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At 21, she's thought things through

“I’m pretty introspective, so that may be why I write things that seem a little more mature,’’ Lydia Loveless says. “I’m pretty introspective, so that may be why I write things that seem a little more mature,’’ Lydia Loveless says. (The Ely Brothers)
By Stuart Munro
Globe Correspondent / October 2, 2011

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Lydia Loveless is a 21-year-old who grew up on a family farm in Ohio and has just released a phenomenal record, “Indestructible Machine.’’ It’s brimming with brashness and vulnerability, confidence and insecurity, and can leave you not knowing quite what to think.

You get a hint of what’s to come as soon as you set eyes on the cover art, which depicts Loveless (yes, that’s her birth name) drinking lightning from a jerry can in the midst of a blasted terrain. Start to listen, and you discover songs with a capacity to unsettle, music that reflects a lot of living and, in some cases, a fair bit of pain, too. Alcohol and the problems it can bring are recurring themes: “I hope this moment will never be over/ Because I just don’t know how I’m gonna face being sober’’ (from her song “Crazy’’) is a typical sentiment.

When asked where that perspective comes from in someone her age, Loveless, who will play at T.T. the Bear’s on Thursday, attributes it to a combination of experience and observing the people around her.

“A lot of people have said that it is unsettling or strange, but I don’t think about it too much when I’m writing,’’ she says. “I’m not suicidal or crying in the corner all day, but I do think about things a lot. I’m pretty introspective, so that may be why I write things that seem a little more mature.’’

Loveless marries her lyrics to a ferocious mix of country and punkish rock that is evocative of Bloodshot Records labelmates such as the Waco Brothers or early Old 97s. Her gale-force singing voice begs for comparison to Neko Case (specifically Case’s first few records, before she went all literate on us). Musically, Loveless cites influences from Hank Williams to Hank III to Richard Hell and the Voidoids.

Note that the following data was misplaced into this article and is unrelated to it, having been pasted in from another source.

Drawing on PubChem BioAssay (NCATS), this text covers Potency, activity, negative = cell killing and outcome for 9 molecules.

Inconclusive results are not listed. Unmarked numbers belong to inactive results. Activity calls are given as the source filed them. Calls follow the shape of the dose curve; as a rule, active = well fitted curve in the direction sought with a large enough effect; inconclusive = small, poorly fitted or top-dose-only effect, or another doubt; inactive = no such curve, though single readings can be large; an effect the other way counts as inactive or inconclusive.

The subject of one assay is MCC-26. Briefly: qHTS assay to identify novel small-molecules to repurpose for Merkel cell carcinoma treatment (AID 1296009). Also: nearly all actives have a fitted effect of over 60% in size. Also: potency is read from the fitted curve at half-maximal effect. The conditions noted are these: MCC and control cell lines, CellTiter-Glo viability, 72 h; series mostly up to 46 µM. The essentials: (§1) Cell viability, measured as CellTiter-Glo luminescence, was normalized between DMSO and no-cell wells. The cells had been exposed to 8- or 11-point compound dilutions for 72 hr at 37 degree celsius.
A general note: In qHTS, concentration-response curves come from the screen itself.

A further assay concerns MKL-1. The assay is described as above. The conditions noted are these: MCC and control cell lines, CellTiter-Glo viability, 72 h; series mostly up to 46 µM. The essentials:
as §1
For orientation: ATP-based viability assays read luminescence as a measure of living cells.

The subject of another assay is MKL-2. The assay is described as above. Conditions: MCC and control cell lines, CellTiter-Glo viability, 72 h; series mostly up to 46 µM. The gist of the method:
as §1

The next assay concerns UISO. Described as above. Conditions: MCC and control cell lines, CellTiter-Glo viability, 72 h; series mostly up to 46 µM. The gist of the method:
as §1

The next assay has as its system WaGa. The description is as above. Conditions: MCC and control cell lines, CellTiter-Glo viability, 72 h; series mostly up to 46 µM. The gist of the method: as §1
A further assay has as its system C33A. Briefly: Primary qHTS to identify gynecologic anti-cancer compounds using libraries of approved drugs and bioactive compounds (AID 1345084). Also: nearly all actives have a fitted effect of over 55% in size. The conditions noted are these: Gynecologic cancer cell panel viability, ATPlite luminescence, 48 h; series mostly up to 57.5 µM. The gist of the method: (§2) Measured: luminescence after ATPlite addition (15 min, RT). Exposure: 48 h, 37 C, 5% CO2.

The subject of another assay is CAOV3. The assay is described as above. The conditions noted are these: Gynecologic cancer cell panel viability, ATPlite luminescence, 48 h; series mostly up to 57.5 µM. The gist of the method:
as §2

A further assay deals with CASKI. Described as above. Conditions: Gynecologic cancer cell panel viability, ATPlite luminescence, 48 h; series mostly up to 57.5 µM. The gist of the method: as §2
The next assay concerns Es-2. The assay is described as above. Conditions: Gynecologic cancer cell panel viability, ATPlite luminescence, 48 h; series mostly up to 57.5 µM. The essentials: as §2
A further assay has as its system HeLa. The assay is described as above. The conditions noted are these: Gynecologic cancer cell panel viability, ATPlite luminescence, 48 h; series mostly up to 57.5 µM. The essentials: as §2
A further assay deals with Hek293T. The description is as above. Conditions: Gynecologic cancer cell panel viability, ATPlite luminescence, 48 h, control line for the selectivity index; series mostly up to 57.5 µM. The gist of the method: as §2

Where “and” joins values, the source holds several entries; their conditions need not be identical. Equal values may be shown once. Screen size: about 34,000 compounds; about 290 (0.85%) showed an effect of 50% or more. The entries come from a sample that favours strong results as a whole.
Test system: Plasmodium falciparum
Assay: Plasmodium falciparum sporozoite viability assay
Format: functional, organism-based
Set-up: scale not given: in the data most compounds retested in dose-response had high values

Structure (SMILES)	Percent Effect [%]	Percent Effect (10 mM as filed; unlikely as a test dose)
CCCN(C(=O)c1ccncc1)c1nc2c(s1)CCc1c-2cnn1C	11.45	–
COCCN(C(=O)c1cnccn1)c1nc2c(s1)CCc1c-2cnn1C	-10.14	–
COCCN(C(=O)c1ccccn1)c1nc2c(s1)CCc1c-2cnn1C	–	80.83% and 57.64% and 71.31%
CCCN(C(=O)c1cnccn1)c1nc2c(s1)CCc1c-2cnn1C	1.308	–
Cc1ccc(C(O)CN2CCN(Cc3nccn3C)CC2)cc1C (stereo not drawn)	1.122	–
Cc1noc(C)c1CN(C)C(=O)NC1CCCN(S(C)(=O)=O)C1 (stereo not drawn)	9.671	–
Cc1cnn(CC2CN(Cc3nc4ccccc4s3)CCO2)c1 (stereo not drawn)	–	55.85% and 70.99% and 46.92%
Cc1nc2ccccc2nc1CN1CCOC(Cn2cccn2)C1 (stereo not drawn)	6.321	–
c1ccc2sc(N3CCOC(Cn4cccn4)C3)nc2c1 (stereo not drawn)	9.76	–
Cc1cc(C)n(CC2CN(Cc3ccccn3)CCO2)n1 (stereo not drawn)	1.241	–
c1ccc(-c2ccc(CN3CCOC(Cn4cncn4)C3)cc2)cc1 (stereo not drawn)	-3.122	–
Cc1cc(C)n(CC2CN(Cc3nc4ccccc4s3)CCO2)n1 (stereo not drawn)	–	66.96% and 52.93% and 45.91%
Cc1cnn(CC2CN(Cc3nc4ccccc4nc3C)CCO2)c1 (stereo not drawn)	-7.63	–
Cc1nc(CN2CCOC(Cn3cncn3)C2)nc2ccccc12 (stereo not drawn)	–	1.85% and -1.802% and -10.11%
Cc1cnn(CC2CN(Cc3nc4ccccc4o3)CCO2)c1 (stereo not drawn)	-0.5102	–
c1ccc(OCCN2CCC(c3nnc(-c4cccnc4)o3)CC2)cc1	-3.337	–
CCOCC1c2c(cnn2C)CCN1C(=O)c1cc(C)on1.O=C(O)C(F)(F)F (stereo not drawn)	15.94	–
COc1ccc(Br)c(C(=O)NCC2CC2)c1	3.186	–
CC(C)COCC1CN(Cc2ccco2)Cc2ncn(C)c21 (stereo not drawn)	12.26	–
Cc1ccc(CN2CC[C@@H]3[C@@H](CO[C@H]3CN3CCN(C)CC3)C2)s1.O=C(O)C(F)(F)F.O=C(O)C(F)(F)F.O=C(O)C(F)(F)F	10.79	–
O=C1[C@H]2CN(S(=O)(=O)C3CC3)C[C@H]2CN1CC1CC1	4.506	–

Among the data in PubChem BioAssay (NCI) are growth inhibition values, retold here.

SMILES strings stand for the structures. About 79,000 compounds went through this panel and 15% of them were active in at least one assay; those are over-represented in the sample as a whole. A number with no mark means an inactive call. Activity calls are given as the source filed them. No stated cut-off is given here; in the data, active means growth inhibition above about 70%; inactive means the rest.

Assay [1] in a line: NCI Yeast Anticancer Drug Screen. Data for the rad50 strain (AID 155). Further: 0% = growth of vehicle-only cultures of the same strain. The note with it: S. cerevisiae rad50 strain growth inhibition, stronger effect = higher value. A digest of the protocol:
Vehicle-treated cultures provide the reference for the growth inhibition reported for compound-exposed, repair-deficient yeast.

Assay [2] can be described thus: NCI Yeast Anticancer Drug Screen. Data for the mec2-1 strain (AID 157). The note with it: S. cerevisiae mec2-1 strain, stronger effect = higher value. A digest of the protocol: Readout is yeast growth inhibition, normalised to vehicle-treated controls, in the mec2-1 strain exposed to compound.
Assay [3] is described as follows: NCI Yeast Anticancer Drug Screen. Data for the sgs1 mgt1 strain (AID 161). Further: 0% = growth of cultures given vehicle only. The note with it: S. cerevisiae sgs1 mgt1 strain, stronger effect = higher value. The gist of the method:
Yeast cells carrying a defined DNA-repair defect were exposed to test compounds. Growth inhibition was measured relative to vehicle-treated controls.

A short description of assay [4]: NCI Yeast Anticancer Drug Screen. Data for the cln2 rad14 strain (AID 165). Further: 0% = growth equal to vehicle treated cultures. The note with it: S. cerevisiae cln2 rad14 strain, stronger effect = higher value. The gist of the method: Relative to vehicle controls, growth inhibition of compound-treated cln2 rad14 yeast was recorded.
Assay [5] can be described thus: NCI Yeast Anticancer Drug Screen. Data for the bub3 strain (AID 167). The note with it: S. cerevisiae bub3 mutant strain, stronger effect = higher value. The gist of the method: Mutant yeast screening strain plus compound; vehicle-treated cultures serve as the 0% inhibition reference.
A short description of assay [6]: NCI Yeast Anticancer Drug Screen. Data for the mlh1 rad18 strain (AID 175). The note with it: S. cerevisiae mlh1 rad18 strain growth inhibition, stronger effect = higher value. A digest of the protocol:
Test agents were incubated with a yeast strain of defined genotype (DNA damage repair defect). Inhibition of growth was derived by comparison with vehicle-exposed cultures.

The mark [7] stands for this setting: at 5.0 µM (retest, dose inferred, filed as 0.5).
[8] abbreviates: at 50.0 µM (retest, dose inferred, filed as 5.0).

“I grew up in the country, and when I was living there I didn’t really like what I was hearing, because I grew up with hillbillies that listened to pop country,’’ Loveless says. “But when I moved and met people who listened to old-timey country, it became more interesting to me.’’

Those two generations of Williamses were the particular inspirations for her move toward a more country sound. On the rock side of things, she points to Hell’s influence when she started playing: “I was listening to a lot of him and reading a lot of his poems, and that was inspiring to me lyrically. That was a big thing for me at the time.’’

And yet Loveless’s music comes across as genuinely hers. Rob Miller, one of the owners of Bloodshot, cites that as one of the reasons the label signed her.

“It’s something that has always attracted me to artists and music in general: people who grow up in a state of isolation or outside of popular culture,’’ Miller says. “She has all these raw and undefined and kind of ‘uncontextual’ influences, which I find fascinating. Like Richard Hell - I can hear that guitar tone throughout the record.’’

The sound of “Indestructible Machine’’ is entirely different from the debut Loveless released only a year ago. It’s much rawer and has a larger quotient of rock worked into its country. The difference between the two records, she says, is that the first one was made with a studio band hired by a producer who wanted to make a straight-up country album he intended to pitch to Nashville. “This one was all me, all my decision-making, and it was my band, too, that I put together,’’ Loveless says.

Miller confirms that, with a note of wonder in his voice. Initially he had been bowled over by Loveless’s voice (“She’s got a gift,’’ he says). In light of her age, the label was intrigued by what might happen a few years down the road. When Miller got the first mixes for the record, he had no idea what to expect.

“When I got into the studio and started turning the volume up loud, I couldn’t believe the maturity of the arrangements, what a leap it was from her first CD and how much it just rocked,’’ Miller says. “And sonically, it was all her.’’

Stuart Munro can be reached at


At T.T. the Bear’s on Thursday, 9 p.m. Tickets: $9. 866-777-8932.